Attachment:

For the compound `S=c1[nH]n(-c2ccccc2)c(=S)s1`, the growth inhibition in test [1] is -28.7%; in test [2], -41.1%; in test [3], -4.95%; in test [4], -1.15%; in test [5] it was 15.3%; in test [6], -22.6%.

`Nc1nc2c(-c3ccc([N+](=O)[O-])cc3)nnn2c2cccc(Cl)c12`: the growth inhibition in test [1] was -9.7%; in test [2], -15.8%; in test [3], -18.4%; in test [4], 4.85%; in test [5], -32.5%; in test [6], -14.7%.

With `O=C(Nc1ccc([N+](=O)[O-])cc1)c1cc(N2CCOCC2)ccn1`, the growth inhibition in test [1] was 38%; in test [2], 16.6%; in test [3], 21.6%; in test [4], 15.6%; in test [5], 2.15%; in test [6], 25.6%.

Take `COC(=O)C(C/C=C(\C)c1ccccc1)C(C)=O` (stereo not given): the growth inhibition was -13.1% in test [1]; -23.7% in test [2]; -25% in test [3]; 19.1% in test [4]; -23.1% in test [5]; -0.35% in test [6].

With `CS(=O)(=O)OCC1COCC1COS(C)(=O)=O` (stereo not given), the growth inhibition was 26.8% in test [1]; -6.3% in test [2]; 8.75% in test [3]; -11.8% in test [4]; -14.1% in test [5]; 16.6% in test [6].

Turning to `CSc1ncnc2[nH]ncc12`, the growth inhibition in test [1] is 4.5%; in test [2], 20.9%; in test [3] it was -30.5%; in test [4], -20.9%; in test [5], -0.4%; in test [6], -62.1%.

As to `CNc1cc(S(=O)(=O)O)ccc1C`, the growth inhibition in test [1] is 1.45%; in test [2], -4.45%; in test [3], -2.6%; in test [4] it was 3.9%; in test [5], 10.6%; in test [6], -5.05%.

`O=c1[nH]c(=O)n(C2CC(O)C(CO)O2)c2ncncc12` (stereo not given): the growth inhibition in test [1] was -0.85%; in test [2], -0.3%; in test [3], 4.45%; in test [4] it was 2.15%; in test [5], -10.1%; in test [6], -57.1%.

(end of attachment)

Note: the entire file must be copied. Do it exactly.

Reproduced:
For the compound `S=c1[nH]n(-c2ccccc2)c(=S)s1`, the growth inhibition in test [1] is -28.7%; in test [2], -41.1%; in test [3], -4.95%; in test [4], -1.15%; in test [5] it was 15.3%; in test [6], -22.6%.

`Nc1nc2c(-c3ccc([N+](=O)[O-])cc3)nnn2c2cccc(Cl)c12`: the growth inhibition in test [1] was -9.7%; in test [2], -15.8%; in test [3], -18.4%; in test [4], 4.85%; in test [5], -32.5%; in test [6], -14.7%.

With `O=C(Nc1ccc([N+](=O)[O-])cc1)c1cc(N2CCOCC2)ccn1`, the growth inhibition in test [1] was 38%; in test [2], 16.6%; in test [3], 21.6%; in test [4], 15.6%; in test [5], 2.15%; in test [6], 25.6%.

Take `COC(=O)C(C/C=C(\C)c1ccccc1)C(C)=O` (stereo not given): the growth inhibition was -13.1% in test [1]; -23.7% in test [2]; -25% in test [3]; 19.1% in test [4]; -23.1% in test [5]; -0.35% in test [6].

With `CS(=O)(=O)OCC1COCC1COS(C)(=O)=O` (stereo not given), the growth inhibition was 26.8% in test [1]; -6.3% in test [2]; 8.75% in test [3]; -11.8% in test [4]; -14.1% in test [5]; 16.6% in test [6].

Turning to `CSc1ncnc2[nH]ncc12`, the growth inhibition in test [1] is 4.5%; in test [2], 20.9%; in test [3] it was -30.5%; in test [4], -20.9%; in test [5], -0.4%; in test [6], -62.1%.

As to `CNc1cc(S(=O)(=O)O)ccc1C`, the growth inhibition in test [1] is 1.45%; in test [2], -4.45%; in test [3], -2.6%; in test [4] it was 3.9%; in test [5], 10.6%; in test [6], -5.05%.

`O=c1[nH]c(=O)n(C2CC(O)C(CO)O2)c2ncncc12` (stereo not given): the growth inhibition in test [1] was -0.85%; in test [2], -0.3%; in test [3], 4.45%; in test [4] it was 2.15%; in test [5], -10.1%; in test [6], -57.1%.